Heidi McKenzie wants you to Alter Ur Ego

Spinal cord injury Success stories

If there is one adjective you can use to describe 32-year-old Heidi McKenzie, it would be dynamic. She is a woman who wears many hats – and crowns. On any given day, you can find her rock climbing, playing sled hockey, surfing, prepping for a national pageant, serving on fundraising boards and running her own adaptive clothing line called Alter Ur Ego.

Heidi also happens to be paralyzed from the chest down.

At age 21, a traumatic car accident led to a major spinal cord injury but she has not let it stop her from enjoying her life and fulfilling her dreams. At the time of her accident, she was studying fashion merchandising and living in Ohio, but moved to Kentucky shortly after and transferred to Cardinal Hill Rehabilitation Hospital in Lexington for her rehabilitative care.

“It was amazing, because I learned how to be independent again,” said Heidi. In addition to the care she received, she was deeply impacted by the support group as it allowed her an opportunity to get real answers from other spinal cord injury patients and wheelchair users facing similar issues.

After she was settled in Kentucky, Heidi re-enrolled in college and completed a bachelor’s degree in small business management; and then, prompted by a tip from her rehabilitation counselor, she decided to try something new by competing in a pageant for wheelchair users. In 2012, Heidi was crowned Ms. Wheelchair Kentucky, but her advocacy did not stop there.

In a quest to find functional, stylish clothing for wheelchair users, she discovered a way to combine her backgrounds in fashion merchandising and small business management by making her own clothes. Standard jeans sagged around the derriere and had inaccessible side jean pockets, uncomfortable waistbands and back pockets that created painful sores. She worked to resolve those issues in her own jean designs for men and women by incorporating elastic waistbands, front-thigh pockets, higher-rise waistbands, no back pockets and even a space for catheter access.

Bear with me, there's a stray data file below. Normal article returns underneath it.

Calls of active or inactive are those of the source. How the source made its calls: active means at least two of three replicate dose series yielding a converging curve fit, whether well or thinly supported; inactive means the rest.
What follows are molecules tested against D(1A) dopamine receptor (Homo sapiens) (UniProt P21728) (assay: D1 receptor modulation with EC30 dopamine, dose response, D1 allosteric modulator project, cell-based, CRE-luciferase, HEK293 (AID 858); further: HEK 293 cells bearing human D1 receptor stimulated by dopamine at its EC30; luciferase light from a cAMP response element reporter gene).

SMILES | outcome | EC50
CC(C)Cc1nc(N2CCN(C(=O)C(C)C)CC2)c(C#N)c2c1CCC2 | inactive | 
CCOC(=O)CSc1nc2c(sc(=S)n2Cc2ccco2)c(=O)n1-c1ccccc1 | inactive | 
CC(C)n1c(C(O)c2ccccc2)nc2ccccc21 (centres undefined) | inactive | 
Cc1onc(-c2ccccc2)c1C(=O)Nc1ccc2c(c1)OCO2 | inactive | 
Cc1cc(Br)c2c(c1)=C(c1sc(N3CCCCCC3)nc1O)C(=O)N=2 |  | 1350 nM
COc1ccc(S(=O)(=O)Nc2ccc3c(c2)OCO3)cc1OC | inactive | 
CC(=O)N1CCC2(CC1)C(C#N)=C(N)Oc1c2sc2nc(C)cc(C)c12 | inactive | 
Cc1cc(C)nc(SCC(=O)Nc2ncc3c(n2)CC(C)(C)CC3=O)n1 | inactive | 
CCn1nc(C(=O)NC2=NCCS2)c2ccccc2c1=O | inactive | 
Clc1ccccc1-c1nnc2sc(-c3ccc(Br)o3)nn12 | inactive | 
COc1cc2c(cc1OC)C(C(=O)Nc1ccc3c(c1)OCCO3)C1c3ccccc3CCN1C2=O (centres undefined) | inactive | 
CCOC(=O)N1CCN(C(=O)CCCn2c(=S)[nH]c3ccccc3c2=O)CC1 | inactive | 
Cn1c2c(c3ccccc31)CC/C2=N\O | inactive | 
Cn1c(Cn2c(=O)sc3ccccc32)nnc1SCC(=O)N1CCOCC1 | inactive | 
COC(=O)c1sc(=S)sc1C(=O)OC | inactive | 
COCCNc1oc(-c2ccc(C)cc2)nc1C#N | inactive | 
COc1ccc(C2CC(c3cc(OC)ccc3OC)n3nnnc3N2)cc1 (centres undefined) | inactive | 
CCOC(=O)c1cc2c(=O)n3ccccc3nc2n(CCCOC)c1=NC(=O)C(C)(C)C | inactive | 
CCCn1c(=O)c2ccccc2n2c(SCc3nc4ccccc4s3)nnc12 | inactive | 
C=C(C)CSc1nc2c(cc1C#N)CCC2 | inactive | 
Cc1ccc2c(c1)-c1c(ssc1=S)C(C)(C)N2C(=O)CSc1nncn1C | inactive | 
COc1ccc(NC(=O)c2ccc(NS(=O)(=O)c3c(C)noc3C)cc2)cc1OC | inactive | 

Heidi playing tennis

When she’s not making jeans or promoting her products, Heidi can be found playing adaptive sports; participating in an area support group for wheelchair users called Let’s Roll Kentucky; serving on the board and raising money for inclusive playgrounds through the Kendall and Friends Foundation; and prepping for the national pageant taking place in July 2018 where she will compete as the reigning Ms. Wheelchair Kentucky USA 2018. Not by surprise, Heidi is also making her own gown for the competition.

Heidi has found her voice as an advocate and lives her pageant platform of “Breaking Barriers” every day. She wants people to recognize others for who they are and not define them by their disabilities. “Family and friends have never treated me any differently,” she said of her supportive network. “I just want others to feel the same.”